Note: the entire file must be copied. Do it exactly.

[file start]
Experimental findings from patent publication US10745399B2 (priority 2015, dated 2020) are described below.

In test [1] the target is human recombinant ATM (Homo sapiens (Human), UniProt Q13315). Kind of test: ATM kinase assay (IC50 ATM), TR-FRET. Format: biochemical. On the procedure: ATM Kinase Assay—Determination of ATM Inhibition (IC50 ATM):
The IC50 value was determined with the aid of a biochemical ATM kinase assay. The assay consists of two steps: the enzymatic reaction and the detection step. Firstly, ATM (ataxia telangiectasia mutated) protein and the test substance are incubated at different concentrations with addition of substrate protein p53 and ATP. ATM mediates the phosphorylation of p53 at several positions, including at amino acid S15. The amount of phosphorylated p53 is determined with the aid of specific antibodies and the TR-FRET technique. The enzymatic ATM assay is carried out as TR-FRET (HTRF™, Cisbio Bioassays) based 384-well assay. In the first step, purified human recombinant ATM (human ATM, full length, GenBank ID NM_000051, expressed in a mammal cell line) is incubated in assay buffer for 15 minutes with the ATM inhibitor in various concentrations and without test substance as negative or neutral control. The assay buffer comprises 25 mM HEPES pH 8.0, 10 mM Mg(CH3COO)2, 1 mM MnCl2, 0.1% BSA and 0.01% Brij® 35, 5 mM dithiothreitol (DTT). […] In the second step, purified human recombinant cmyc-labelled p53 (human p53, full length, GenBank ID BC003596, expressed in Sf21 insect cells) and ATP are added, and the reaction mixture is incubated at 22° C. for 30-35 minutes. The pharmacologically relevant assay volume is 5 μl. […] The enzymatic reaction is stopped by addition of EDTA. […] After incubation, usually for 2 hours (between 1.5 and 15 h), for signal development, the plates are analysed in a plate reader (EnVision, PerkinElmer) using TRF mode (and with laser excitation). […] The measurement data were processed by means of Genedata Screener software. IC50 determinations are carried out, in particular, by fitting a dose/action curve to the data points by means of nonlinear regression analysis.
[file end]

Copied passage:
Experimental findings from patent publication US10745399B2 (priority 2015, dated 2020) are described below.

In test [1] the target is human recombinant ATM (Homo sapiens (Human), UniProt Q13315). Kind of test: ATM kinase assay (IC50 ATM), TR-FRET. Format: biochemical. On the procedure: ATM Kinase Assay—Determination of ATM Inhibition (IC50 ATM):
The IC50 value was determined with the aid of a biochemical ATM kinase assay. The assay consists of two steps: the enzymatic reaction and the detection step. Firstly, ATM (ataxia telangiectasia mutated) protein and the test substance are incubated at different concentrations with addition of substrate protein p53 and ATP. ATM mediates the phosphorylation of p53 at several positions, including at amino acid S15. The amount of phosphorylated p53 is determined with the aid of specific antibodies and the TR-FRET technique. The enzymatic ATM assay is carried out as TR-FRET (HTRF™, Cisbio Bioassays) based 384-well assay. In the first step, purified human recombinant ATM (human ATM, full length, GenBank ID NM_000051, expressed in a mammal cell line) is incubated in assay buffer for 15 minutes with the ATM inhibitor in various concentrations and without test substance as negative or neutral control. The assay buffer comprises 25 mM HEPES pH 8.0, 10 mM Mg(CH3COO)2, 1 mM MnCl2, 0.1% BSA and 0.01% Brij® 35, 5 mM dithiothreitol (DTT). […] In the second step, purified human recombinant cmyc-labelled p53 (human p53, full length, GenBank ID BC003596, expressed in Sf21 insect cells) and ATP are added, and the reaction mixture is incubated at 22° C. for 30-35 minutes. The pharmacologically relevant assay volume is 5 μl. […] The enzymatic reaction is stopped by addition of EDTA. […] After incubation, usually for 2 hours (between 1.5 and 15 h), for signal development, the plates are analysed in a plate reader (EnVision, PerkinElmer) using TRF mode (and with laser excitation). […] The measurement data were processed by means of Genedata Screener software. IC50 determinations are carried out, in particular, by fitting a dose/action curve to the data points by means of nonlinear regression analysis.